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Just shut up and listen, expert tells teachers. John Hattie ... strong advice. JOHN HATTIE has spent his life studying the studies to find out what works in education. His advice to teachers? Just shut up. Professor Hattie, appointed this year as the director of the Melbourne Education Research Institute at the University of Melbourne, says teachers need to stop spending 80 per cent of their time in class talking and start listening. ''When teachers stop talking deep learning takes place,'' he told a conference of educators at Parramatta yesterday. ''It's our concept of ourselves as teachers that we have knowledge and we need to impart it.

Advertisement ''Speaking 80 per cent of the time in conversation means I'm waiting for you to stop to have the chance to talk. What happens next is less clear. ''But I know it's not 80 per cent,'' he told the conference organised by Research Australia Development and Innovation Institute. ''I think it's fascinating that we have a profession where kids come to school to watch us work,'' he said. Osiris Educational Blog » Visible Learning Plus Infographic. Making Professor John Hattie’s research visible Below is an infographic showcasing 50 of John Hattie’s 150 effect sizes.

Print it and pin it up in your staffroom and share what actually works in teaching and learning and what does not work as well. Find out how to implement the findings from this extensive research and how Professor John Hattie can improve the teaching and learning in your school on his exclusive 1 day course with Osiris Educational this summer. NOTE: You may share this Infographic but you must relink to this page Design and Infographic © 2013 Osiris Educational Woodhall Spa Ltd. Visible Learning Plus is a trade mark of, and is distributed under licence from, Cognition Education Limited. Hattie's Index Of Teaching & Learning Strategies: 39 Effect Sizes In Ascending Order. An Index Of Teaching & Learning Strategies: 39 Effect Sizes In Ascending Order by Dana Schon, Effect Size Defined Statistically speaking, the strength of the relationship between two variables.

John Hattie, Professor of Education and Director of the Melbourne Education Research Institute at the University of Melbourne, Australia, says ‘effect sizes’ are the best way of answering the question ‘what has the greatest influence on student learning?’ Effect Size Applied Reverse effects are self-explanatory, and below 0.0Developmental effects are 0.0 to 0.15, and the improvement a child may be expected to show in a year simply through growing up, without any schooling. Effect Size CAUTION Reduce temptation to oversimplify. Editor’s Note Data is only as useful as its application. The most helpful part of this chart–and the reason we asked Dana to share her work here–was the column on the right where she adds a short statement or tidbit that helped contextualize the data point. John Hattie: “Think of feedback that is received not given” Teachers switching format of parent conferences : suburban journals branding.

For the most part, parents and teachers want their student to be as successful as possible. Sometimes this is the only issue where the two factions agree. While the goal of success is clear to both parties, the road to this goal is slightly muddier. Often, teachers might believe more can be done at the home to reinforce the educational goals of the child, while parents might believe the school is lacking the resources or solutions to enhance the child’s progression.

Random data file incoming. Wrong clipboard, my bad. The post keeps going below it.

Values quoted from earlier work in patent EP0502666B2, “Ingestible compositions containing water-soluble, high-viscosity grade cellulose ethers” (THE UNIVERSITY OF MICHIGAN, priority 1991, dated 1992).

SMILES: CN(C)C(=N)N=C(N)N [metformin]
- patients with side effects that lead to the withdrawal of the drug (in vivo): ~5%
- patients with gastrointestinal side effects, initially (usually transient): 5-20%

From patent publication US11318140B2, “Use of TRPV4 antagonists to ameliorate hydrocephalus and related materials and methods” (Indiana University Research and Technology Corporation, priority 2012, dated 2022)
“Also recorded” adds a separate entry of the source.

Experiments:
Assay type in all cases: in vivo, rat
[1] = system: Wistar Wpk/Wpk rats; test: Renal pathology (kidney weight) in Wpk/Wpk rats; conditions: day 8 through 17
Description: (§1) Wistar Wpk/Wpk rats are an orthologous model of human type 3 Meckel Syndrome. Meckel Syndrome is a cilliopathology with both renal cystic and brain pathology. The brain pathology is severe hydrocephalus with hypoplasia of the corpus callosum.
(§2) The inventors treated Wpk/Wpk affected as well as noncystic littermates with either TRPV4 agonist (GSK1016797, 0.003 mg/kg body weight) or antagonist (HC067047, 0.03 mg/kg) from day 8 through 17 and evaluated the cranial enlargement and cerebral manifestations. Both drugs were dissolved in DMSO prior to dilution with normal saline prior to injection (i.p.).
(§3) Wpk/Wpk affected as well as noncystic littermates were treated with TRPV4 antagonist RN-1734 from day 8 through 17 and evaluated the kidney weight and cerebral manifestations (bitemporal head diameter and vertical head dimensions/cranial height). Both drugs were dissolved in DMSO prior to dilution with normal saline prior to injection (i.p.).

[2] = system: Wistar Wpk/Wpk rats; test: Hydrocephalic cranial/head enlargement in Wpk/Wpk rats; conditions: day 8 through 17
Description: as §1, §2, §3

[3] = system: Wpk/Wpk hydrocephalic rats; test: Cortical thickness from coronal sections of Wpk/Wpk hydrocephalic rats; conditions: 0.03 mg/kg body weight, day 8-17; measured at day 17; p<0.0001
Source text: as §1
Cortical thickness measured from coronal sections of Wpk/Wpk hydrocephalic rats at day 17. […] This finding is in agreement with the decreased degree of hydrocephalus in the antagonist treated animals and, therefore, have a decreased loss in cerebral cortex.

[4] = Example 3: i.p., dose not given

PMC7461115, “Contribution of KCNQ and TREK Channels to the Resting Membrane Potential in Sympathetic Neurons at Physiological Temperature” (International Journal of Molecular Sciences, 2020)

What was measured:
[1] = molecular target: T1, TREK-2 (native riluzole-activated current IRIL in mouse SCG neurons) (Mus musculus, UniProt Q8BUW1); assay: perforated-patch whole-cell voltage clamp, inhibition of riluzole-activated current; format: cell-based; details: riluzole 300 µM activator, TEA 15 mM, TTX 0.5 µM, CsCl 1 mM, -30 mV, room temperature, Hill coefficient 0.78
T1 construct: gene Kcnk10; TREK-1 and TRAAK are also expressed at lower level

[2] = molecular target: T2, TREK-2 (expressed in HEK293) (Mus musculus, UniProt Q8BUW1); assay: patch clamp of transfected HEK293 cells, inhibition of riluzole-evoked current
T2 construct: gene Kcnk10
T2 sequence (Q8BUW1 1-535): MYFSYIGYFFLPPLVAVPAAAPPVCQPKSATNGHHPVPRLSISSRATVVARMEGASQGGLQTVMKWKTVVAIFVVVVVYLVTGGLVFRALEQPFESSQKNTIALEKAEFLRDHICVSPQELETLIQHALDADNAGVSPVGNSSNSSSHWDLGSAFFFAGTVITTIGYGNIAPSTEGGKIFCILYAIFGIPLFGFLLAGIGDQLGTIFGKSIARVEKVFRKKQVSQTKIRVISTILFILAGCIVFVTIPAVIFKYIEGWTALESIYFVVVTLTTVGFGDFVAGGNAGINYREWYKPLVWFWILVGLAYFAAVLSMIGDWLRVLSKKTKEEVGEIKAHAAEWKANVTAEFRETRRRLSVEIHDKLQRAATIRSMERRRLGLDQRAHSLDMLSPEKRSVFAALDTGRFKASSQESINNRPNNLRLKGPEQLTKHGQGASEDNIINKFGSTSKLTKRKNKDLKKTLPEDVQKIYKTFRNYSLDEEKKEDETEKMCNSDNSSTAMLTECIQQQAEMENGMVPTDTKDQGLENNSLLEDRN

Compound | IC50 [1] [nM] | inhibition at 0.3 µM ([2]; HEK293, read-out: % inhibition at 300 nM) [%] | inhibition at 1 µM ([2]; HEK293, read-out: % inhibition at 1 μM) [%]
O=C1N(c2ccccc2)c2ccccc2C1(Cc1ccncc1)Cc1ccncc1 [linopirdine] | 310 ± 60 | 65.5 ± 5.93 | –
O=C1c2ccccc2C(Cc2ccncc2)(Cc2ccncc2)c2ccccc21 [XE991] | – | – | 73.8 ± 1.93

Typically, this discussion takes place in the parent-teacher conference. What is sometimes missing in this situation is the child. Last year, Shelly Trauterman and Rachael Haug of the St. Their solution was to develop student-led conferences. “Having the students present while we shared their learning targets and goals, as well as behavioral targets and goals, was a way to make sure students were held accountable for what they did each day,” Trauterman said. This idea of ownership is reflected by the students as well. John Hattie: “Think of feedback that is received not given” Using Data Tip #8: Triangulate, Triangulate, Triangulate | Using Data for Meaningful Change. GUEST BLOGGER: Mary Anne Mather, Using Data Senior Facilitator & Social Media Liaison on Twitter & FaceBook All too often state test results may be the only source consulted when targeting specific areas for improvement.

However, decisions about instructional changes that reflect only this single data source, might lead to errors in your decision-making. If you want your data to lead you toward making meaningful changes, an important principle to follow, is triangulation. Triangulation means using three independent data sources to examine apparent issues or problems. You might ask, “Why bother with the extra work of triangulating?” A third-grade teacher asks Mary to look through the front panel of the classroom terrarium and list everything she sees.

The notion of using multiple windows or perspectives also applies to understanding and applying information from student achievement data. Triangulation has the following benefits: • It can compensate for the imperfections of some assessments. Welcome to Visible Learning | Visible Learning plus. Presentation slides - John Hattie - Visible Learning, Tomorrow's Schools, and the Mindsets that make the difference in Education - Treasury Guest Lecture - September 2009. Visible Learning by John Hattie (2009)